Source: Child Poverty Action Group (CPAG)
Child Poverty Action Group (CPAG) welcomes the Green Party campaign “to put the heart back into our social support system”, which supports the need for a more supportive and compassionate welfare system, that ensures beneficiaries and their children are able to achieve an adequate standard of living – free from discrimination.
The campaign amplifies the work of CPAG, which has been campaigning for comprehensive welfare reform alongside other organisations including Auckland Action Against Poverty (AAAP) and the #WeAreBeneficiaries movement.
The Green’s policies include increasing the baseline amounts for benefits, changing the threshold for benefit reductions, and moving towards entitlements based on individual needs instead of having “blanket policies around starting new relationships and losing entitlements.”
“Benefit rates need to increase significantly if there is to be a substantial reduction in child poverty numbers,” says Associate Professor Mike O’Brien, CPAG’s Social Security spokesperson.
“Furthermore, the process for adjusting benefits needs to be changed so that benefits provide a standard of living that reflects the rest of the community.”
Like CPAG and others, the Greens are promoting welfare policy that is supportive as opposed to punitive, including recommendations to abolish sanctions that are applied to beneficiaries who may not be able to meet strict obligations, or who are not able to name the other parent on their application.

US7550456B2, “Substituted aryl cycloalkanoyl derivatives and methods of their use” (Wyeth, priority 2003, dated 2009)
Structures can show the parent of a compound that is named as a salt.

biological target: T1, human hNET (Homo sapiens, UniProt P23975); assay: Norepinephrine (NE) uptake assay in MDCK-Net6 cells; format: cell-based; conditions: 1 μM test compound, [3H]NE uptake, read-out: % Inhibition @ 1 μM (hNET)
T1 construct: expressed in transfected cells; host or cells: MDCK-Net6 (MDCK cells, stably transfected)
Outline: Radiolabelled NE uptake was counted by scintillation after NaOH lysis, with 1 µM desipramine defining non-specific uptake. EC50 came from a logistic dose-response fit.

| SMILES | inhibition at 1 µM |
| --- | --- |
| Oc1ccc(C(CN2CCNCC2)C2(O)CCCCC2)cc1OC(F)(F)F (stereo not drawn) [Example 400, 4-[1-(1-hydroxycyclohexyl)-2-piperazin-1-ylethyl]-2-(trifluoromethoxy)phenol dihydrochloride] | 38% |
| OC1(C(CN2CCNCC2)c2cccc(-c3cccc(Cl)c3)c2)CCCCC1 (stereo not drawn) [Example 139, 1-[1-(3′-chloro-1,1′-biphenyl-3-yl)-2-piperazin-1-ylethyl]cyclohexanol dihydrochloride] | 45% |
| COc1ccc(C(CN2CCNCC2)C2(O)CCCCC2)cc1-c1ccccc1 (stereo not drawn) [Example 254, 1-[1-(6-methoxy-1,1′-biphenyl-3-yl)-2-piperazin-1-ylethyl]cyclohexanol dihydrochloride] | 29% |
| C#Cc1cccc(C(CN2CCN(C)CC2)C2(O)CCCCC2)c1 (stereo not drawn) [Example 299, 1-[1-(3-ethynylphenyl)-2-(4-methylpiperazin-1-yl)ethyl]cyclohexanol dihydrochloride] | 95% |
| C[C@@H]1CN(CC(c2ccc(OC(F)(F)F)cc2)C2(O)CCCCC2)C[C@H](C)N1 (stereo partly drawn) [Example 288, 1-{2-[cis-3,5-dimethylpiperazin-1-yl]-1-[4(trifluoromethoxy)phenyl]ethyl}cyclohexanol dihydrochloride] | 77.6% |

“Sanctions are having a serious effect on children,” says O’Brien.
“Changing the regulations and practice surrounding them is a matter of urgent priority and would have an immediate effect on improving the lives of those children and families in the most extreme circumstances.”
CPAG commends the Green’s recommendation to remove the discrimination from the Working for Families In-Work Tax Credit, which has failed as a work incentive and is harshly discriminatory, particularly against sole parents and Māori. CPAG has argued that current eligibility criteria locks out families who are the worst-off and including them in the payment would provide a significant relief from hardship for more than 140,000 children.
CPAG says that there needs to be a groundswell of public support for reform to encourage Government to adopt the critical changes needed.
“Such changes will ensure all children have the chance to thrive in Aotearoa, and that all who receive a welfare benefit can maintain a healthy life.
“We are calling on the Government to reform the welfare system so that it is fit for families in the 21st century and has set out 17 recommendations that could be actioned directly.”
For more information visit CPAG’s Welfare Fit For Families campaign page.